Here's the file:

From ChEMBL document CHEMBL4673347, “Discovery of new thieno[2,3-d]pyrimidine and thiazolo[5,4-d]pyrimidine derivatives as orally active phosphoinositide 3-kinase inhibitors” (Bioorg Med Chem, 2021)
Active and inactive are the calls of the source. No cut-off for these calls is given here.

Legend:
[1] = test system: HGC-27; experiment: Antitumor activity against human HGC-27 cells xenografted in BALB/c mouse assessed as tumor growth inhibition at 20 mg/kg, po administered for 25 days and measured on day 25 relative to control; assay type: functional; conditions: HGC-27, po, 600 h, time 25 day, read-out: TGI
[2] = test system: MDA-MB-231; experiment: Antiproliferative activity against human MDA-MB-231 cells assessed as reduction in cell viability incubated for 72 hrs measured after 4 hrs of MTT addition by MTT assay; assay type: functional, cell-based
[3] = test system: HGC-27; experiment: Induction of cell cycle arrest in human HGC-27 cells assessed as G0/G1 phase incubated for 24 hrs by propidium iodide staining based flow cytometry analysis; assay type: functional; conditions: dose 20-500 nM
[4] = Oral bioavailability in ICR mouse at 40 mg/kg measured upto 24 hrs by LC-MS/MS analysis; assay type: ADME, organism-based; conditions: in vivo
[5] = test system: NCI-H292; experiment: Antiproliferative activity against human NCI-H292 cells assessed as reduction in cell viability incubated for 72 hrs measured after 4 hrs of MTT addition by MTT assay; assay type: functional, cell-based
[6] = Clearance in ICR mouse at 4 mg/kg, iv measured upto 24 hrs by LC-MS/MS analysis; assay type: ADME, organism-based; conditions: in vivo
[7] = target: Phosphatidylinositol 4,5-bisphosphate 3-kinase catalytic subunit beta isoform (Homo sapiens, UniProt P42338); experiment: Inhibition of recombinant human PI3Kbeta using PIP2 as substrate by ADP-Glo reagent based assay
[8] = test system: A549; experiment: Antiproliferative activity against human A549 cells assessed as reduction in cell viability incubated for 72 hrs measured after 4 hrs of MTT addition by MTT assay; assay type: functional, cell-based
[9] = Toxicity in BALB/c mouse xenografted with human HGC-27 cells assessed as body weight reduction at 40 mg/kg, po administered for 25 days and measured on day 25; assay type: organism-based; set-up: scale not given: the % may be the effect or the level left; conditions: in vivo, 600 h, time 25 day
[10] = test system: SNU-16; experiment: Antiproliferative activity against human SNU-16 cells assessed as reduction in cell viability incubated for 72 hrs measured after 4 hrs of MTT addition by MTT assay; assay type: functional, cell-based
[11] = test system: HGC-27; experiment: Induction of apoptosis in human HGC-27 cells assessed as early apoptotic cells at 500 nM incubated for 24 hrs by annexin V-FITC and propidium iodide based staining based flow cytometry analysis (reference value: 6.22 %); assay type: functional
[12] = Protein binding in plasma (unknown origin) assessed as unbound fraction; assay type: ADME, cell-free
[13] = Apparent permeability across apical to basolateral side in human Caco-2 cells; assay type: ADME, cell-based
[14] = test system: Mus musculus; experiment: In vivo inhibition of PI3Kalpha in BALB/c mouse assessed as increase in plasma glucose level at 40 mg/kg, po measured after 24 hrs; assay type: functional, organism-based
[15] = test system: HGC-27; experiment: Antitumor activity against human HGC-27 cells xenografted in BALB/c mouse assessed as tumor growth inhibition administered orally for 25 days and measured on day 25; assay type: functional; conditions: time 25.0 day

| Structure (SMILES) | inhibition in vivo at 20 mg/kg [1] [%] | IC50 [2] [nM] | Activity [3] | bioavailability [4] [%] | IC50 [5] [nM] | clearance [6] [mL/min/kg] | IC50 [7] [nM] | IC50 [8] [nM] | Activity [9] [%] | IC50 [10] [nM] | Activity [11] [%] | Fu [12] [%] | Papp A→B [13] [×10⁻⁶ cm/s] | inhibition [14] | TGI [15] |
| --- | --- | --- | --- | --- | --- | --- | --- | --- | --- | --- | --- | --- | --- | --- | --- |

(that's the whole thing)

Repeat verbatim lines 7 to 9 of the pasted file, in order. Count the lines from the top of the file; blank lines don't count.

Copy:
[4] = Oral bioavailability in ICR mouse at 40 mg/kg measured upto 24 hrs by LC-MS/MS analysis; assay type: ADME, organism-based; conditions: in vivo
[5] = test system: NCI-H292; experiment: Antiproliferative activity against human NCI-H292 cells assessed as reduction in cell viability incubated for 72 hrs measured after 4 hrs of MTT addition by MTT assay; assay type: functional, cell-based
[6] = Clearance in ICR mouse at 4 mg/kg, iv measured upto 24 hrs by LC-MS/MS analysis; assay type: ADME, organism-based; conditions: in vivo